And... who DOESN'T love solidworks!?

I have used objet

The printers are in the neighborhood of $50k+ and I'm not sure what the cartridges cost, but they aren't even in the same ballpark as an ink cartridge!

Thanks for the link!

I'll check them out!

I'm a serial entrepreneur and liberty activist from Texas!


I have experience with

I have experience with Solidworks as well as Autodesk Inventor and Rhinoceros 3D. I'm an engineering design technology major working on becoming a CAD techncian. At school we have a pair of 3D printers that we use.

How would you like to put your skills to the test?!

If you're interested in gaining some real life experience, working on a cool product, helping a fellow lover of liberty realize his dreams, and maybe even make some real money if the project is successful, shoot me a private message, and we can chat a bit.


I'm a serial entrepreneur and liberty activist from Texas!


I don't have one...YET

I do a bit of 3D modeling, and being able to actually print my creations would be a dream come true for me.

I could also make models of things I see in movies/games, and start modeling my own little "prop" collection. It's like discovering Legos all over again! ;)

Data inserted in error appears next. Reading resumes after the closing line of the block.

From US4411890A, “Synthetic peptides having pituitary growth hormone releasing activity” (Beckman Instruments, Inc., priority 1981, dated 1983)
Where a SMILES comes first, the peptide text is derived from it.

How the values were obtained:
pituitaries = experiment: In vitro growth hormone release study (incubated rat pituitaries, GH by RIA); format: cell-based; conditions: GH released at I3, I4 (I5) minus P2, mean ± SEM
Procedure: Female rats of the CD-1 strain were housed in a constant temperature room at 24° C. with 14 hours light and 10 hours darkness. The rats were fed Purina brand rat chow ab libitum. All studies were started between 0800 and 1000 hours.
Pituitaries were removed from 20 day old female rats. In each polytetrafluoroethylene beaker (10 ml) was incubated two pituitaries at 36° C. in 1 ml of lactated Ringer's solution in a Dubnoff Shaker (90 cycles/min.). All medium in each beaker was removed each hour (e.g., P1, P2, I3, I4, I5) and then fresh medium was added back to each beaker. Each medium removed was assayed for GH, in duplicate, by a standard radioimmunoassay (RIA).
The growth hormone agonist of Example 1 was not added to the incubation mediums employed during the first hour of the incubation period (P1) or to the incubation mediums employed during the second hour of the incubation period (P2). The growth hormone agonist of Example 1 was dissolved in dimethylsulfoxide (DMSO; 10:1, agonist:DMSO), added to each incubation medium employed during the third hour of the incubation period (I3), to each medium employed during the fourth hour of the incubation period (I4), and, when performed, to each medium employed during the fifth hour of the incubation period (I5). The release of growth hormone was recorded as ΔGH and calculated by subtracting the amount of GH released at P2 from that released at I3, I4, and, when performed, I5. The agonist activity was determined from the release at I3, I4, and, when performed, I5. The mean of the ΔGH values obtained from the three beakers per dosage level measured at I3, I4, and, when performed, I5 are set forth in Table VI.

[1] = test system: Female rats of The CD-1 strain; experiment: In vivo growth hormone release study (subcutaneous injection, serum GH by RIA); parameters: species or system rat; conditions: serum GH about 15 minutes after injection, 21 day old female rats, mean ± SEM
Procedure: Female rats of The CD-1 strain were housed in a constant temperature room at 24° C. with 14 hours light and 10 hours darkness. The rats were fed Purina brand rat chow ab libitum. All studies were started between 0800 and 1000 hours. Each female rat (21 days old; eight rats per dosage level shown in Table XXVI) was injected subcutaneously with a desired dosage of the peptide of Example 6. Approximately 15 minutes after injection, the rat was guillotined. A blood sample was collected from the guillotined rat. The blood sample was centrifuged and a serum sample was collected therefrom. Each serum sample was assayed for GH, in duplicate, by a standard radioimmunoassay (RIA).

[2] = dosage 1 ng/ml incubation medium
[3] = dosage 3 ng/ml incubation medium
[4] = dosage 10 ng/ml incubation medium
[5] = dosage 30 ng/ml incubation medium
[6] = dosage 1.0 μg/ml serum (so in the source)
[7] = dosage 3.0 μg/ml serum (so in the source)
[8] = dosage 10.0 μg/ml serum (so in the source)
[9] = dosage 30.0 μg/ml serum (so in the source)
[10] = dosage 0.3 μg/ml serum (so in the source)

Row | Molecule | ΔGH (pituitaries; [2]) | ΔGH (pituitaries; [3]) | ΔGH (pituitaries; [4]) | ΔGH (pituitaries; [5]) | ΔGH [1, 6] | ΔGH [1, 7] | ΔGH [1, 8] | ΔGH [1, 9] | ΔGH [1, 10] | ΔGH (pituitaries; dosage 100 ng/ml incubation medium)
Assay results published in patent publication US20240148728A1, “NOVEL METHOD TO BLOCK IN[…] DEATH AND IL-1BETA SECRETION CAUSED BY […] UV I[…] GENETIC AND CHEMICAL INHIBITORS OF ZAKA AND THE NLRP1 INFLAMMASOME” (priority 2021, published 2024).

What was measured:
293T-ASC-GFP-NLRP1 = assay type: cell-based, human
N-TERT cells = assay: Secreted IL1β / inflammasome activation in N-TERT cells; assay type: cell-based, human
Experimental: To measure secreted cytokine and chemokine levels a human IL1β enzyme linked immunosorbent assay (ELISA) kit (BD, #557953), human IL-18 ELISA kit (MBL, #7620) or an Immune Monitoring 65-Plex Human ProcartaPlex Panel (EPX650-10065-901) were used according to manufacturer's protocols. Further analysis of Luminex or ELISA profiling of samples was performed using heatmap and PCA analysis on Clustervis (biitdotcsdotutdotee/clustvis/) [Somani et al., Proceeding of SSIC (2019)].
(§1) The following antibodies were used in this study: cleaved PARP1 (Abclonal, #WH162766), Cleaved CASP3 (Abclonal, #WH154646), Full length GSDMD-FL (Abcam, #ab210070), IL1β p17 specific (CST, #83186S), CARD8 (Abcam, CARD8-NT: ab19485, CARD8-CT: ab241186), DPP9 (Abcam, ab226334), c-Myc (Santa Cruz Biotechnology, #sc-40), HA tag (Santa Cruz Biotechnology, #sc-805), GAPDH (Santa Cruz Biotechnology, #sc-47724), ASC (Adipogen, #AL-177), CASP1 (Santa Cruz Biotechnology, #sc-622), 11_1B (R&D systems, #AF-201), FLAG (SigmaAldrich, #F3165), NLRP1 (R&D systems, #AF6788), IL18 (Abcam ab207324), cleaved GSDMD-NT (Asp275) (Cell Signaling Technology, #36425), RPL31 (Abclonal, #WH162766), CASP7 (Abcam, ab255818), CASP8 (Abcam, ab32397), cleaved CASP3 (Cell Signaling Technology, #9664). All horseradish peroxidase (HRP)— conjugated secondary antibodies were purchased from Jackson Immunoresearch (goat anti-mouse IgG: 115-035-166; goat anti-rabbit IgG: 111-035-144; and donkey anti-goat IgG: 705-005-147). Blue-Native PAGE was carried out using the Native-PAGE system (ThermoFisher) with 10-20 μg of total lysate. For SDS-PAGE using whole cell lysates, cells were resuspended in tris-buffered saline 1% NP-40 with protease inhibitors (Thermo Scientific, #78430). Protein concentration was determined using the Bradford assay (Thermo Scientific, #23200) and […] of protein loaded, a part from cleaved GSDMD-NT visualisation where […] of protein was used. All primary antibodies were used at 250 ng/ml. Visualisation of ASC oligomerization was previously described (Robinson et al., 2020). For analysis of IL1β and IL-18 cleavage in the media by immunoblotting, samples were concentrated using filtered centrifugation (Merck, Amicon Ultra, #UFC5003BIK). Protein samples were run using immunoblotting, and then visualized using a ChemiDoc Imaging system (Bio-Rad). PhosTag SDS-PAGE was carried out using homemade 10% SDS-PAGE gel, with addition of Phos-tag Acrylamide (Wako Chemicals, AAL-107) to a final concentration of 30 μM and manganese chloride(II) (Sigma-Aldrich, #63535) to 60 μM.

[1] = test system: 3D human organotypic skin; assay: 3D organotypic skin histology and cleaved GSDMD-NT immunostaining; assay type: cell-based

Not sure what size printer I could afford, but I plan on buying or building one by the summer.

A signature used to be here!

I feel you!

I spend hours upon hours dreaming up inventions, but they never go anywhere...but something clicked inside of me several months back, and I decided to start acting on my ideas to really bring them to the market. So far so good!

Now I have a little seed money to move on to the next idea! I think that's the key. Pick a simple design and product to start with to learn the process and to generate revenue to fund the next, slightly more complex project.

I'm a serial entrepreneur and liberty activist from Texas!


Thats pretty cool

Are those injection molded? If so did you have to decorate them using a secondary operation, or is it a 2-shot mold? 3vol the design!